- The Washington Times - Friday, April 18, 2003

LONDON, April 18 (UPI) — Now that we have gotten over the initial euphoria of trailing wobbling video cams through hot combat zones from Basra to Baghdad and beyond, it's time to ask some of the more pertinent questions.

For starters, where are Saddam Hussein and his fellow top-echelon Baathists hiding? After all, this is one of the reasons the coalition went into Iraq in the first place. We'll come to the other reason in a moment.

Isn't it strange, though, that the entire Baath hierarchy seems to have fallen into a big black hole? Vanished! And is it possible for them to have disappeared without a trace, as they did, without thinking, "conspiracy?"

If Saddam was killed, as was believed at one point, where is his body? This is downtown Baghdad, not some remote cave in the Tora Bora where the mountains crumbled down on Osama bin Laden's and his al-Qaida fighters.

Forget Saddam for a moment, what about the stable of doubles he is supposed to have kept? No one has yet been able to find any of them, either.

We are not just talking about four or five people who could have easily melted into the Iraqi hinterland, or the 55 who found their images printed on a deck of playing cards, but of some 2,000 or so well known party and army honchos.

Besides Saddam, there is Izat Ibrahim, the vice president of the Revolutionary Command Council, Tareq Aziz, the deputy prime minister, Vice President Taha Yassin Ramadan, and Saddam's two equally brutal sons, Uday and Qasay, plus a plethora of others. How could they have all simply vanished into the thin air?

Before the war the CIA was able to intercept telephone phone calls between mid-level Iraqi military officers. So much was demonstrated by U.S. Secretary of State Colin Powell at the United Nations Security Council when the United States set out to convince the world that Iraq was trying to hide its banned weapons.

So, the question may be posed, why has the United States not been able to track a single call between any of the regime's former bosses, now on the run. Certainly these people all have cell phones. Surely they are using them. They must be calling their wives and children, many of whom had already been sent quietly out of Iraq before the collapse of the regime. Where are the intercepts now?

Speaking of cell phones, you may recall that just before the start of hostilities, coalition forces were actively calling top-level Iraqi officers and leaders – on their cell phones – urging them not to fight.

Did some agreement emerge from those calls?

Several Iraqi and Arab analysts in London believe that a deal must have been struck between Saddam's regime and the Americans as a result of those calls.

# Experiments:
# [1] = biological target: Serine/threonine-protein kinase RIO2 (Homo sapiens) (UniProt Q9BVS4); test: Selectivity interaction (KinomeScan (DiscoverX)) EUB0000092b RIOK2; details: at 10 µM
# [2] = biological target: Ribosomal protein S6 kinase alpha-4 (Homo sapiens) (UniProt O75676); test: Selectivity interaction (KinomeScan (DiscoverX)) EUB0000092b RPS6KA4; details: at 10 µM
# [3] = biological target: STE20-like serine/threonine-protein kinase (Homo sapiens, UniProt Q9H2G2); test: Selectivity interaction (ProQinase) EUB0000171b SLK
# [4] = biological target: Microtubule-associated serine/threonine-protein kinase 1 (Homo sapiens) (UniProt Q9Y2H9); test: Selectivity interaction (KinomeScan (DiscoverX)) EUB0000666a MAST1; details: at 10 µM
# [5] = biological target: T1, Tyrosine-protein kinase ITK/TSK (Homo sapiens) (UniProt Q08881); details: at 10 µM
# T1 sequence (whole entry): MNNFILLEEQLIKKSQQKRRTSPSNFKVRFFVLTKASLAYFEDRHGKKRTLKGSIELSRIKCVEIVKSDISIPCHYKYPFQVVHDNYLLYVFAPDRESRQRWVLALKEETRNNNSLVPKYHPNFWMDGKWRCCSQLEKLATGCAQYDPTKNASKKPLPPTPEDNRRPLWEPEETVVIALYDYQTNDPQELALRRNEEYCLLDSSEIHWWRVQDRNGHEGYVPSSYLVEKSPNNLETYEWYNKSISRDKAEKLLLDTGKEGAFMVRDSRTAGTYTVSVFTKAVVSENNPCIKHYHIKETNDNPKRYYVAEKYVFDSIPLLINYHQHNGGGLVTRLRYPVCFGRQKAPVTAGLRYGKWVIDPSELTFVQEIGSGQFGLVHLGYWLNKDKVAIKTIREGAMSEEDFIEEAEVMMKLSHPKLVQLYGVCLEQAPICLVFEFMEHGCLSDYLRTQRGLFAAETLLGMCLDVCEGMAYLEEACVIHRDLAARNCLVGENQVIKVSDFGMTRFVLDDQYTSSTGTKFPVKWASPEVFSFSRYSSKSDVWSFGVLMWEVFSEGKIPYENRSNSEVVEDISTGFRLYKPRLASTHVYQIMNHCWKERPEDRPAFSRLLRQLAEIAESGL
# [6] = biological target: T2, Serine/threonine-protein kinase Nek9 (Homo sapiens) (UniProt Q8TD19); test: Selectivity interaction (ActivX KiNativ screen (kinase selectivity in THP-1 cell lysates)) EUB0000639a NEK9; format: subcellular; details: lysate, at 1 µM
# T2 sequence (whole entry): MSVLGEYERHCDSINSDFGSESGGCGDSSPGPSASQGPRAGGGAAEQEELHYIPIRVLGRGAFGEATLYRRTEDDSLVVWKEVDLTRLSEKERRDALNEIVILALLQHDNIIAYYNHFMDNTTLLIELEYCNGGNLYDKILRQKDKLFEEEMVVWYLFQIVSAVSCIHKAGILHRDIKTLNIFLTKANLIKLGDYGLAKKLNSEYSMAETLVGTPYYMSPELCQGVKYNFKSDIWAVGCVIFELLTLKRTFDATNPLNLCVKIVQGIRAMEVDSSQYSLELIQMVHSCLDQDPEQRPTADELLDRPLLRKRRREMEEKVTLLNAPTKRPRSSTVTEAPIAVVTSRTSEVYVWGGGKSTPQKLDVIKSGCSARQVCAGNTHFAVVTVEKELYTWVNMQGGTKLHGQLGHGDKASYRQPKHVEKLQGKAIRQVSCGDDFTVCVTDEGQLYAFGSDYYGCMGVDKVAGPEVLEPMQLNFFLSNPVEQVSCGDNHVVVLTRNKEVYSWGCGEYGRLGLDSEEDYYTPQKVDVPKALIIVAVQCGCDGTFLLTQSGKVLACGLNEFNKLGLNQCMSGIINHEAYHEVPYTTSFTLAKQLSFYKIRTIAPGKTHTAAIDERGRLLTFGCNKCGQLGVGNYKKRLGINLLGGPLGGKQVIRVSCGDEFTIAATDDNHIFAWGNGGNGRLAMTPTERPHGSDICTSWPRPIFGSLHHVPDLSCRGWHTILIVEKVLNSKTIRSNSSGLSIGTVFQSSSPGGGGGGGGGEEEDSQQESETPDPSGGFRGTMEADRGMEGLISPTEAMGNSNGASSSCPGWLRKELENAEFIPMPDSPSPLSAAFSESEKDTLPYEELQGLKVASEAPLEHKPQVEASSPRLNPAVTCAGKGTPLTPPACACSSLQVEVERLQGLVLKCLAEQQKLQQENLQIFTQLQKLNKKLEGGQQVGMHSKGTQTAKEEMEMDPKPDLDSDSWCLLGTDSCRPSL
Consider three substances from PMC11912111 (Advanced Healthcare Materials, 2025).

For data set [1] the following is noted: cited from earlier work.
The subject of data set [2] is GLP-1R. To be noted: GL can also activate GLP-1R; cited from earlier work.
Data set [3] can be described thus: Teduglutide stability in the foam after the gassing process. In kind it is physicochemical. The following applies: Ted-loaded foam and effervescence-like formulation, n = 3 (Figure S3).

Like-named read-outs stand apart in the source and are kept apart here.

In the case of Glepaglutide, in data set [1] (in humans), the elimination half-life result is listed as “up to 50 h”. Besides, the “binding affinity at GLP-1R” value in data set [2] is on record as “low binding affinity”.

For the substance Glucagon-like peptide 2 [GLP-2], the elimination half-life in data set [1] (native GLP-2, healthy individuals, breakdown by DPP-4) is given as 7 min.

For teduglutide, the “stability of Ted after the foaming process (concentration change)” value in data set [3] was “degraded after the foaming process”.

One Iraqi analyst points to the so-called "battle of Saddam International Airport" as the turning point in the war. This, he and others believe, was when the Iraqi government disappeared. Until that evening, Iraqi Information Minister Mohammad Saeed al-Sahhaf was still telling the world Iraq was winning the war and that the "infidels" would burn in hell. The next morning, al-Sahhaf was gone, as was the rest of the leadership. Moments later, the Marines drove their tanks into the city center with practically no resistance.

Is it possible that a deal was struck, allowing Saddam and his entourage to escape to a third country? If not, why did the elite Republican Guard and the Special Republican Guard not fight? Where were the bulk of Saddam's Fedayeens? Where was the million-strong Jerusalem Army Saddam often boasted about? Much like the leadership, they faded into the night.

Of all those wanted by the American only two of Saddam's half-brothers were nabbed, but they are not exactly top drawer material. Abu Abbas, the leader of the Palestine Liberation Front was also grabbed, but even Israel has long stopped considering him a "terrorist." After he accepted the Oslo principles, Abu Abbas was allowed to travel through Israel to Gaza, where he lived for a short while. So where are the "links to terrorism?"

Speaking of terrorism, where are the weapons of mass destruction – the main reason of the coalition's invasion of Iraq? The justification of the war. They, too, remain to be found. The United States on Friday announced they were sending 1,000 weapons inspectors to Iraq to pick up where the United Nations left off.

Speaking of the United Nations, why has the United States turned down their offer to resume their search for these weapons?

Replies to those many questions may remain as hazy as the fuzzy green images that embedded journalists offered us with their night vision cameras during the military phase of the campaign.

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